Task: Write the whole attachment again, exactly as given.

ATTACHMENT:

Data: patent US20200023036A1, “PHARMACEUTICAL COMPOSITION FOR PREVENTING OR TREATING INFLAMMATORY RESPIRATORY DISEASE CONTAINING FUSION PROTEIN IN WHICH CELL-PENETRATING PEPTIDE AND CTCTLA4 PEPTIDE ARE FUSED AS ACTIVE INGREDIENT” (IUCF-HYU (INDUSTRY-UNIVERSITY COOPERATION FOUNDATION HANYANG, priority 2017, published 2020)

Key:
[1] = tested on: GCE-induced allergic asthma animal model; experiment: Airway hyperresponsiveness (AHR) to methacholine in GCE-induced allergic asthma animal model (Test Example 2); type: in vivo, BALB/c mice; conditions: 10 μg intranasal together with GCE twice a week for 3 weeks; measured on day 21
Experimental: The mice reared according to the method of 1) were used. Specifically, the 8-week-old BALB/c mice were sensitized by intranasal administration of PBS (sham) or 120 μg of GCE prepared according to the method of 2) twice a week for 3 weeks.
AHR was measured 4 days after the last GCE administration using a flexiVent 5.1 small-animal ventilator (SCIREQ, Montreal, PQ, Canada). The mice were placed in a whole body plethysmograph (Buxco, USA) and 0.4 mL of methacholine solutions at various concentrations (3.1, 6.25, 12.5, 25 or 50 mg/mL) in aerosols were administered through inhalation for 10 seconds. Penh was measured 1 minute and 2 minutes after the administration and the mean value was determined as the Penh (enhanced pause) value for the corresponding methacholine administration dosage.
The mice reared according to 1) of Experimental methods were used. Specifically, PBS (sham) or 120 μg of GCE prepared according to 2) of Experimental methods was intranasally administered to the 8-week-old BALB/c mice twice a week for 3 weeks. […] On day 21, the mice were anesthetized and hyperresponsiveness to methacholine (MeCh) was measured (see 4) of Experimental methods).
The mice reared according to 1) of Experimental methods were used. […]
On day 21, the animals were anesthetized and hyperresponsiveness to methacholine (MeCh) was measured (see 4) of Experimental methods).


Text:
Data: patent US20200023036A1, “PHARMACEUTICAL COMPOSITION FOR PREVENTING OR TREATING INFLAMMATORY RESPIRATORY DISEASE CONTAINING FUSION PROTEIN IN WHICH CELL-PENETRATING PEPTIDE AND CTCTLA4 PEPTIDE ARE FUSED AS ACTIVE INGREDIENT” (IUCF-HYU (INDUSTRY-UNIVERSITY COOPERATION FOUNDATION HANYANG, priority 2017, published 2020)

Key:
[1] = tested on: GCE-induced allergic asthma animal model; experiment: Airway hyperresponsiveness (AHR) to methacholine in GCE-induced allergic asthma animal model (Test Example 2); type: in vivo, BALB/c mice; conditions: 10 μg intranasal together with GCE twice a week for 3 weeks; measured on day 21
Experimental: The mice reared according to the method of 1) were used. Specifically, the 8-week-old BALB/c mice were sensitized by intranasal administration of PBS (sham) or 120 μg of GCE prepared according to the method of 2) twice a week for 3 weeks.
AHR was measured 4 days after the last GCE administration using a flexiVent 5.1 small-animal ventilator (SCIREQ, Montreal, PQ, Canada). The mice were placed in a whole body plethysmograph (Buxco, USA) and 0.4 mL of methacholine solutions at various concentrations (3.1, 6.25, 12.5, 25 or 50 mg/mL) in aerosols were administered through inhalation for 10 seconds. Penh was measured 1 minute and 2 minutes after the administration and the mean value was determined as the Penh (enhanced pause) value for the corresponding methacholine administration dosage.
The mice reared according to 1) of Experimental methods were used. Specifically, PBS (sham) or 120 μg of GCE prepared according to 2) of Experimental methods was intranasally administered to the 8-week-old BALB/c mice twice a week for 3 weeks. […] On day 21, the mice were anesthetized and hyperresponsiveness to methacholine (MeCh) was measured (see 4) of Experimental methods).
The mice reared according to 1) of Experimental methods were used. […]
On day 21, the animals were anesthetized and hyperresponsiveness to methacholine (MeCh) was measured (see 4) of Experimental methods).